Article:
How To Create a Dog-Friendly Backyard using the Top-Rated Ground Covers for Dogs
Dogs are certainly valuable family members, but they sure can wreak havoc on a yard.
Your best bet is to install as much hardscape, like pavers, as possible, but with grass-loving kids at home and a desire for backyard color, this is not always a realistic option.
If you’re a dog-owner, you’re no stranger To help you determine the best options for your situation, we will address issues commonly faced by dog owners, recommend grasses, living ground covers and non-living ground covers, and provide a variety of tips for maintaining a yard that meets the needs of your dogs without sacrificing visual appeal or overall function. Let’s begin.
Table of Contents:
- Common Backyard Problems Faced by Dog Owners
- How to Find Plants that Are Safe for Dogs
- Living Ground Covers
- Live Grass Options
- Non-Living Ground Covers
- Dog-Friendly Yard Tips
Common Backyard Problems Faced by Dog Owners
- Holes in the yard and damaged plants from pets that like to dig
- Brown spots in grass or stains on concrete appear frequently due to urine.
- An inability to grow grass, ground covers or other plants because of dogs that like to pace or run in the same area
- Flea infestations from natural grass and wood
- Mud tracked indoors from pets going out to use the bathroom during or after heavy rain
How to Find Plants that Are Safe for Dogs
The American Society for the Prevention of Cruelty to Animals (ASPCA) maintains lists of plants that are toxic to dogs, cats and/or horses. A few popular plants that are toxic to animals include:
- Calla Lilies
Check the full list before selecting plants.You might be surprised at just how many common landscaping plants have some level of toxicity for cats and dogs. In many cases the symptoms are limited to vomiting or diarrhea for a short period of time, but in other cases consuming these plants may lead to serious health issues or death. Therefore, all pet parents should thoroughly research any plants they plan to use in their landscaping design.
Living, Dog-Friendly Ground Covers
Keep in mind that there is no truly pet-proof ground cover, but if you are looking for something to plant between stepping stones or in small backyard areas, these are good choices that will stand up to light or moderate pet and human traffic.
1. Silver carpet (dymondia margaretae)
The dymondia margaretae in the above photo gets trampled by children, adults, and a 70-pound dog on a daily basis in La Jolla, CA. It is also perpetually run over by scooters and tricycles.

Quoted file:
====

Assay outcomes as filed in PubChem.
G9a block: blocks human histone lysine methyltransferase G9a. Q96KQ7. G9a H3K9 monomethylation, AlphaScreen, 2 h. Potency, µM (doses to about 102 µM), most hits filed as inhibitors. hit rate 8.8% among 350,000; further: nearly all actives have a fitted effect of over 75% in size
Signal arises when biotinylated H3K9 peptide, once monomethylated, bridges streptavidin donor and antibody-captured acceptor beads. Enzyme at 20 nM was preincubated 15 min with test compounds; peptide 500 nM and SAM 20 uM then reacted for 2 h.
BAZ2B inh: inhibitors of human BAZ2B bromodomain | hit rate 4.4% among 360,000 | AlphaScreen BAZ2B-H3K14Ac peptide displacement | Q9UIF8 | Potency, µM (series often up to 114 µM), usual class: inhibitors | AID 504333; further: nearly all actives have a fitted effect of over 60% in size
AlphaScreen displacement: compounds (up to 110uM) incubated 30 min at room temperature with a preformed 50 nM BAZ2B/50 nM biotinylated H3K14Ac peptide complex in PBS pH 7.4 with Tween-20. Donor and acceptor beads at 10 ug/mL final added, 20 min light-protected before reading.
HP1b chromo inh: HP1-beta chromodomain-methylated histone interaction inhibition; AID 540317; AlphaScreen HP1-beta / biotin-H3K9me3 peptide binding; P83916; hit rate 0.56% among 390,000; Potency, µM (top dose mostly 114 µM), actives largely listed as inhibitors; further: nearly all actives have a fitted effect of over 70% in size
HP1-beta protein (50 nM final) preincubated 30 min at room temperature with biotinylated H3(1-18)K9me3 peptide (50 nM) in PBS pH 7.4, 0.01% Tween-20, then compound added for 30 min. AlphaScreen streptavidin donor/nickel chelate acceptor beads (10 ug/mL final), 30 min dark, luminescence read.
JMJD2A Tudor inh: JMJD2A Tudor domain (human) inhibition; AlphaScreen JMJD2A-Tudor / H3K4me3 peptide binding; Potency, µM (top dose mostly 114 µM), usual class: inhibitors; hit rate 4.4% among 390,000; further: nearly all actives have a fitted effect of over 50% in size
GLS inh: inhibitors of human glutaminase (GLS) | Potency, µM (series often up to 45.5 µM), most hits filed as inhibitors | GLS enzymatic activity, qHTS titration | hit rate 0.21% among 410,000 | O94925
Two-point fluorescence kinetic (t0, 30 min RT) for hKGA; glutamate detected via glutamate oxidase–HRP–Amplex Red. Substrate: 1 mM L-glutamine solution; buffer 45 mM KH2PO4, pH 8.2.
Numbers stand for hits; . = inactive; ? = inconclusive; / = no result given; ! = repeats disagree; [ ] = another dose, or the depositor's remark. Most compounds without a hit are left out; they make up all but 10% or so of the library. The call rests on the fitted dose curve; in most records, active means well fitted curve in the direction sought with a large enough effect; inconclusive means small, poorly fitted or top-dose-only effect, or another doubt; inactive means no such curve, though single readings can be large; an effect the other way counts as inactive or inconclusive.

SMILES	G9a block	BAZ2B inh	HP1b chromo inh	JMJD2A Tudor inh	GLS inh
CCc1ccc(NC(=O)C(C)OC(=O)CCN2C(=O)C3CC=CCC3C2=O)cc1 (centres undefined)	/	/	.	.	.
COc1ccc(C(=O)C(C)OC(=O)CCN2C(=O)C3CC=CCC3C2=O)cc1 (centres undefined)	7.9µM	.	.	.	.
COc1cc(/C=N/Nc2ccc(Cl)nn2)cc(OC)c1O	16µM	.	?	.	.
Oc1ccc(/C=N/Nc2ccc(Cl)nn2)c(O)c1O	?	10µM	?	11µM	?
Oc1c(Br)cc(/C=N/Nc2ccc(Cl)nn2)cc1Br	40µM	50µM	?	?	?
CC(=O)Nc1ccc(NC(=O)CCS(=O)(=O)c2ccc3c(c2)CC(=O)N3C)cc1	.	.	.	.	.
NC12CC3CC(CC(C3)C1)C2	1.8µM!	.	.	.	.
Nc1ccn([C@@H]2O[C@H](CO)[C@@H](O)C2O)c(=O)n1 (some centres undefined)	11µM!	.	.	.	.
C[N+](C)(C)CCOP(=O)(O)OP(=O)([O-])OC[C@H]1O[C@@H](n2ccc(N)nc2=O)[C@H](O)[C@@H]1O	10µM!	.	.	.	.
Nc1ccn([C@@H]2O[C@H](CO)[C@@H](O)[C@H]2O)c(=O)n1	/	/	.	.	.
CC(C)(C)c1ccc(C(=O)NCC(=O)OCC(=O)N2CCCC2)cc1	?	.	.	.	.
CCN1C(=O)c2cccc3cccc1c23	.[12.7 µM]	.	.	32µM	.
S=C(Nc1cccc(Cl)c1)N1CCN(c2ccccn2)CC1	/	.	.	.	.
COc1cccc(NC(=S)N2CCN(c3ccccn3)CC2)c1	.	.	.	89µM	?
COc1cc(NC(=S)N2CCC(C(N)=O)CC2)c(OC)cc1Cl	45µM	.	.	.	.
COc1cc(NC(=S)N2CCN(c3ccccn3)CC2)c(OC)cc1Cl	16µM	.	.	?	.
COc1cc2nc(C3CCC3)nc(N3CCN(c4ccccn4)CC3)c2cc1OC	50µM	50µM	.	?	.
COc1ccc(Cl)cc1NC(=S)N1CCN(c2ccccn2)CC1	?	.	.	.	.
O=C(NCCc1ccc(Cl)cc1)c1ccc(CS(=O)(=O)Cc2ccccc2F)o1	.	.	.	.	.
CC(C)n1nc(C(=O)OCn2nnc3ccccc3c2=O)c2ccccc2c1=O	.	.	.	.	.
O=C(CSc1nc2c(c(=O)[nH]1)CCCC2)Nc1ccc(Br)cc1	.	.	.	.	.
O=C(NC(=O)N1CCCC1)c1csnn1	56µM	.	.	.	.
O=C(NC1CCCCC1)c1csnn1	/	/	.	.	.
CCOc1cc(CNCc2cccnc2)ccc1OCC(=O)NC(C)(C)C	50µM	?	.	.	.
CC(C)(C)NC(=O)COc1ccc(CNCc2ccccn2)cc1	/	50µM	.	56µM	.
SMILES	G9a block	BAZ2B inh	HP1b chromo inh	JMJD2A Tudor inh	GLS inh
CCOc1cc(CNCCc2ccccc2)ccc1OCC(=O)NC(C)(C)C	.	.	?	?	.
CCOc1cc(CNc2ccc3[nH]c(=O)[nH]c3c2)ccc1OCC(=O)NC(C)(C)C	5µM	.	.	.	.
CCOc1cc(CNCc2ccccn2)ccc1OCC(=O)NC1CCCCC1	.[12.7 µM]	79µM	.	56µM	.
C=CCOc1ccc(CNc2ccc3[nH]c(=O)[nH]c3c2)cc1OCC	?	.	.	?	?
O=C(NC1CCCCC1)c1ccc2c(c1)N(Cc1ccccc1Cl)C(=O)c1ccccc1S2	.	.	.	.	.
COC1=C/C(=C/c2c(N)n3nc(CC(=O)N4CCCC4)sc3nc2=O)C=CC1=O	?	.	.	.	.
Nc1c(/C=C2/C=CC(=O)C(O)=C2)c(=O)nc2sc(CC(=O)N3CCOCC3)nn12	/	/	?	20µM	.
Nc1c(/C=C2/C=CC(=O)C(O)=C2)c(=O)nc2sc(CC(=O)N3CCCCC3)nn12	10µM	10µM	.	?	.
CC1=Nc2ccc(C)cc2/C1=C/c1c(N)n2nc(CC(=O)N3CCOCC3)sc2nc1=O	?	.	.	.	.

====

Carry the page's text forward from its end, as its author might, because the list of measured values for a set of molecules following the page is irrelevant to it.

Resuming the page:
This silver-green leaved ground cover sprouts yellow flowers in warm weather and grows low to the ground, so be sure to plant it exactly at the level you would like it.
If planted in an area where the dog runs, expect it to look patchy, but it will do its best to survive. It is best to use this option in smaller areas, such as between stepping stones, for the most satisfactory result.
Best for: small areas, in between stepping stones
2. Irish moss (sagina subulata)
This soft, mat-like ground cover can take partial or full sun and requires consistent watering that will need to increase with temperature.
Durable Irish moss grows about an inch tall and sprouts little white flowers in the spring and summer.
While this is an attractive, popular alternative to natural grass, it should be noted that mosses are not drought tolerant and, therefore, are a better choice for areas that receive regular rainfall. If you live in a drier area, such as Southern California, you can save water by installing an irrigation system and setting it for deeper, less frequent watering sessions.
Best for: areas with regular rainfall
3. Elfin thyme (thymus serpyllum “elfin”)
This ornamental herb smells nice and is completely edible.
Elfin thyme grows to two inches tall and is a gorgeous addition to rock gardens and container gardens, where it cascades over the sides.
Thyme’s dense, hardy nature allows it to handle light to moderate human and animal traffic; however, it will not fare as well in areas where children or pets play, roll around and roughhouse.
As an added bonus, elfin thyme produces pretty, purple flowers in the summer.
Best for: yards with moderate foot traffic
4. Miniature stonecrop (sedum requieni)
This tiny, lesser-known sedum (hence, no photo) can take quite a bit of foot traffic and reseeds itself, if damaged.
Tiny leaves form a tight mat with small yellow flowers appearing in the summer.
You can purchase miniature stonecrop by the flat and place plants no more than one to two inches apart in order to encourage it to form a mat and cover the area.
Miniature sedum works well in drought-tolerant gardens.
Best for: yards with high foot traffic
5. Labrador violet (viola labradorica)
Labrador violet sure has a fitting name for the purpose of this article!